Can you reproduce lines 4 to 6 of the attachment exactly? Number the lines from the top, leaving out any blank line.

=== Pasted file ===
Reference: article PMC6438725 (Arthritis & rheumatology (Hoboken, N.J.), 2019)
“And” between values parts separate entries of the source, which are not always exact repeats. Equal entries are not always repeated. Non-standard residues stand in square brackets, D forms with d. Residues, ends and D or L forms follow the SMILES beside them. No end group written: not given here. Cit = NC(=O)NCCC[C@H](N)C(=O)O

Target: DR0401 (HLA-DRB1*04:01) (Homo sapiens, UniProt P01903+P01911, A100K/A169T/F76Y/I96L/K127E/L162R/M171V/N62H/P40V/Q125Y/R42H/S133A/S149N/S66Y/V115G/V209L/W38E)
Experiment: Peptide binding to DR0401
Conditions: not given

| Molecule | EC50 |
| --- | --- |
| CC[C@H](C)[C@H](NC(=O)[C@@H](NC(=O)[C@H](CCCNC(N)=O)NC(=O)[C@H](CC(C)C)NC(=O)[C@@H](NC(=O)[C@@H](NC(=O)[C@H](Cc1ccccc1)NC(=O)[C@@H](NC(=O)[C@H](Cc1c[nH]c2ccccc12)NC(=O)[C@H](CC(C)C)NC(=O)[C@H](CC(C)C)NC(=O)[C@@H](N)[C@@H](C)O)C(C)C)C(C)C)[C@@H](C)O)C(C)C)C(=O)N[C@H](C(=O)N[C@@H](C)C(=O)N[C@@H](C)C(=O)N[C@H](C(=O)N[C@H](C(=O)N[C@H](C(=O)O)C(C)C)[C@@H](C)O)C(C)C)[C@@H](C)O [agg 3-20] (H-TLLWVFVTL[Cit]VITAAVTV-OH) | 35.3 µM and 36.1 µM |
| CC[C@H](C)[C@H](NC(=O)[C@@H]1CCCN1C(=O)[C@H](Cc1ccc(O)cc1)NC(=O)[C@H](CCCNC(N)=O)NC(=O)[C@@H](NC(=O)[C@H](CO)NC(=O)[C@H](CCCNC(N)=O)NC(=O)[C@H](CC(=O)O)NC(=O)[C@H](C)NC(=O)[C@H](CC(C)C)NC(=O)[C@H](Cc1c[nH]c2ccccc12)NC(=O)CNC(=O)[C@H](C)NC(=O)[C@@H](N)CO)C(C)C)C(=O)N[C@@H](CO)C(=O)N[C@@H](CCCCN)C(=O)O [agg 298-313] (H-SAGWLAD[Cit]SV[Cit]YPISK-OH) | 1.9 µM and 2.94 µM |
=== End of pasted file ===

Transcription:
Experiment: Peptide binding to DR0401
Conditions: not given

| Molecule | EC50 |